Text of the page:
WHY WOODEN BOATS?
To give you a superior product.
Wood has been recognised as the choice boat building material since antiquity but is held back in the modern market by many outdated stigmatisms. So many negative stigmatisms. I'd love to have a page titled "wooden boat myths" but the extent of the list makes this impractical and I've got boats to build so I'll stick to telling you why wood is the perfect match for your small boat.
GREAT FOR SMALL BOATS
All building products have their limitations so there are some truths regarding people's predisposition to wooden boats; marine borers and dry rot. National Dinghies takes these threats very seriously.
To avoid marine borers Mountain Boats focuses its products toward the trailer and car topper types as these do not live on the water 24-7. Marine borers take 2-4 weeks of constant hull submersion to get interested and several months to do actual damage. This presumes the critters get past the high-quality paints used on your hull.
Dry rot is almost completely eliminated by design, modern technology and strict quality control. To that end we take dry rot personally as part of our guarantee of workmanship; if you've taken the simple steps recommended with your purchase (mostly regarding ventilation) and you still experience dry rot please get in contact with us immediately.
National Dinghies strives to operate in an environmentally conscious manner which is a big influence in choosing to manufacture with wood. There are many ways to measure environmental footprint but they all agree that wooden boats have the smallest footprint compared to any other boat building medium in use today.
Did we mention that wood typically floats on water? Lightness is one of the most important features of a small boat and wood can make the lightest boats. This means less boat to throw on top of your car at the end of the day or squeezing more boat onto your trailer without having to upgrade to a big 4x4.
Surprising to most people is just how strong wood is. The surprise is not expected because its strength is optimal in only one direction, along the grain. By arranging wood veneers with the grain in a changing direction the final product has strength without the directional limitation.
The strength to density ratio of wood makes it very easy to maintain a light build that can handle a fair handful of power. Further to this, wood's excellent fatigue properties mean that you wont have to worry about welds weeping within a couple of years.
Another point that most people find surprising, wood as a base material is one of the cheaper hull materials which means more bang for your buck. Flip this coin whichever way you want but reduced material costs enable Mountain Boats to give you function without compromise. We pride ourselves on being able to hit a price point while including luxurious bits of stainless steel that other brands would consider as optional extras.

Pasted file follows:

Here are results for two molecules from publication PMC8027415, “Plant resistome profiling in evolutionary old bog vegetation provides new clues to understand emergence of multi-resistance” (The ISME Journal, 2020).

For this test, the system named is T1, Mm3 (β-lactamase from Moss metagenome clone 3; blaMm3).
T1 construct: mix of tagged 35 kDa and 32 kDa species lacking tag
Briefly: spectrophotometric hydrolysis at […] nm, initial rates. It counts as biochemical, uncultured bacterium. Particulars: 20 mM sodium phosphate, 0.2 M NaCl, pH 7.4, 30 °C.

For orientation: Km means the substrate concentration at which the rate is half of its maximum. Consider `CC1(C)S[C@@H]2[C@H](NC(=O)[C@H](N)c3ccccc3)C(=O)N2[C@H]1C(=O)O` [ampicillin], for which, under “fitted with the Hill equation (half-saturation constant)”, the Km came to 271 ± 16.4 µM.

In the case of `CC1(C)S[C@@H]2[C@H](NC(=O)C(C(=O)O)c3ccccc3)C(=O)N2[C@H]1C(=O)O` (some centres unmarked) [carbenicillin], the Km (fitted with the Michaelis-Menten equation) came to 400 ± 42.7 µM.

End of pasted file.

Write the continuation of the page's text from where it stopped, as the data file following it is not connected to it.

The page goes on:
DURABLE AND EASY TO FIX
If you didn't attend high school workshop classes this might not be true for you but working with wood is easy enough. I strongly recommend that you avoid running into things in the first place but if you do find yourself needing some patchwork your local hardware will be able to sort you out without feeling like you own a B.O.A.T.
On top of this, we use only the best sealant and paint systems to ensure the wood is appropriately marinised. The development of epoxy and tough-as-nails paints are the major pieces of technology that enables us to build wooden boats like never before.
Can you please wrap my boat up in some fiber glass because it makes me feel good?
Nope, we don't really "do" fiberglass.
We did not make the decision to pursue wooden boats lightly but we did so because the advantages are many and the weakness is easily mitigated against. Fiberglass became trendy as a boat building material in the middle of the last century because its inert properties were superior to any paint at the time. We all loved it, we wrapped things up in it and we got so excited about it we tried to get rid of the wood.
We tried. Some of the industry leaders even tried integrating fiberglass with 5 layers of Kevlar on the transom only to fail and return to the strength of wood. Some claim victory but their real story is just heavy (or expensive) for not much more benefit; not ideal for your little tinny.
As detailed above, wood already has the required characteristics to perform in the marine environment and perfectly matched to small craft. We use only the highest quality finishes to provide the same benefit of fiberglass without the weight.
If you do intend to drag your dinghy extensively then we are happy to provide you the option of wear surfaces or a Dynel sheathing. These options work very well but at the end of the day, why are you dragging your dinghy? Were you expecting to be carrying some kind of heavy old fiberglass bathtub?
As a side note National Dinghies is looking into the inclusion of Kevlar as part of the wood-composite mix on it's larger trailer boats.